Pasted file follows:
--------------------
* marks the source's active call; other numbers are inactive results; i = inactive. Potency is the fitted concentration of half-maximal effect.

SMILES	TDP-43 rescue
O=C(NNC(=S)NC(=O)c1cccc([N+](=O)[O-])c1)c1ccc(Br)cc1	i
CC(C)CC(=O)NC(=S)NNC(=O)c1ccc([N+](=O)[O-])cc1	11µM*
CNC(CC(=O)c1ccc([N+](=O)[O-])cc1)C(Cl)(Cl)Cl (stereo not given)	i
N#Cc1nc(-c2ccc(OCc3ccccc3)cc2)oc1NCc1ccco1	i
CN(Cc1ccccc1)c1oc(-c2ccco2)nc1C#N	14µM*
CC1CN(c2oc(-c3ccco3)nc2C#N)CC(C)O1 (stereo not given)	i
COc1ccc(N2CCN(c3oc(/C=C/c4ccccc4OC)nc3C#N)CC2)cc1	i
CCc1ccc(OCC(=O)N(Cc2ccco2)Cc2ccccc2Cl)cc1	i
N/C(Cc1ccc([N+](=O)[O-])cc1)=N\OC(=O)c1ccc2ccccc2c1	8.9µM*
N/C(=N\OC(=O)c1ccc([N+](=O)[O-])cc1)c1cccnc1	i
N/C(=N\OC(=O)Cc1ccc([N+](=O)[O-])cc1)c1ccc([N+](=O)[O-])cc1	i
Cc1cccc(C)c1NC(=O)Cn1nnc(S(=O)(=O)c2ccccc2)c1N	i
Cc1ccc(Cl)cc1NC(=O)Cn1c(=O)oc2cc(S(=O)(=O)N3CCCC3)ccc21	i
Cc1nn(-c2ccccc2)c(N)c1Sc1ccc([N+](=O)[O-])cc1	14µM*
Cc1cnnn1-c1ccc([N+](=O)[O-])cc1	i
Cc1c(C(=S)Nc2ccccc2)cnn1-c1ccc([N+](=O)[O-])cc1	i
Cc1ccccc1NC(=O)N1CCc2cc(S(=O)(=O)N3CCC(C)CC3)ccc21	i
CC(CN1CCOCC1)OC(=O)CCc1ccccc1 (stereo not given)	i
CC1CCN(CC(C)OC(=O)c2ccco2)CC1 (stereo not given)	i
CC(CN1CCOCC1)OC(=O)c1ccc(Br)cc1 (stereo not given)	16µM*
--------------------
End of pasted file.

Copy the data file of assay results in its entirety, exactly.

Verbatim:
* marks the source's active call; other numbers are inactive results; i = inactive. Potency is the fitted concentration of half-maximal effect.

SMILES	TDP-43 rescue
O=C(NNC(=S)NC(=O)c1cccc([N+](=O)[O-])c1)c1ccc(Br)cc1	i
CC(C)CC(=O)NC(=S)NNC(=O)c1ccc([N+](=O)[O-])cc1	11µM*
CNC(CC(=O)c1ccc([N+](=O)[O-])cc1)C(Cl)(Cl)Cl (stereo not given)	i
N#Cc1nc(-c2ccc(OCc3ccccc3)cc2)oc1NCc1ccco1	i
CN(Cc1ccccc1)c1oc(-c2ccco2)nc1C#N	14µM*
CC1CN(c2oc(-c3ccco3)nc2C#N)CC(C)O1 (stereo not given)	i
COc1ccc(N2CCN(c3oc(/C=C/c4ccccc4OC)nc3C#N)CC2)cc1	i
CCc1ccc(OCC(=O)N(Cc2ccco2)Cc2ccccc2Cl)cc1	i
N/C(Cc1ccc([N+](=O)[O-])cc1)=N\OC(=O)c1ccc2ccccc2c1	8.9µM*
N/C(=N\OC(=O)c1ccc([N+](=O)[O-])cc1)c1cccnc1	i
N/C(=N\OC(=O)Cc1ccc([N+](=O)[O-])cc1)c1ccc([N+](=O)[O-])cc1	i
Cc1cccc(C)c1NC(=O)Cn1nnc(S(=O)(=O)c2ccccc2)c1N	i
Cc1ccc(Cl)cc1NC(=O)Cn1c(=O)oc2cc(S(=O)(=O)N3CCCC3)ccc21	i
Cc1nn(-c2ccccc2)c(N)c1Sc1ccc([N+](=O)[O-])cc1	14µM*
Cc1cnnn1-c1ccc([N+](=O)[O-])cc1	i
Cc1c(C(=S)Nc2ccccc2)cnn1-c1ccc([N+](=O)[O-])cc1	i
Cc1ccccc1NC(=O)N1CCc2cc(S(=O)(=O)N3CCC(C)CC3)ccc21	i
CC(CN1CCOCC1)OC(=O)CCc1ccccc1 (stereo not given)	i
CC1CCN(CC(C)OC(=O)c2ccco2)CC1 (stereo not given)	i
CC(CN1CCOCC1)OC(=O)c1ccc(Br)cc1 (stereo not given)	16µM*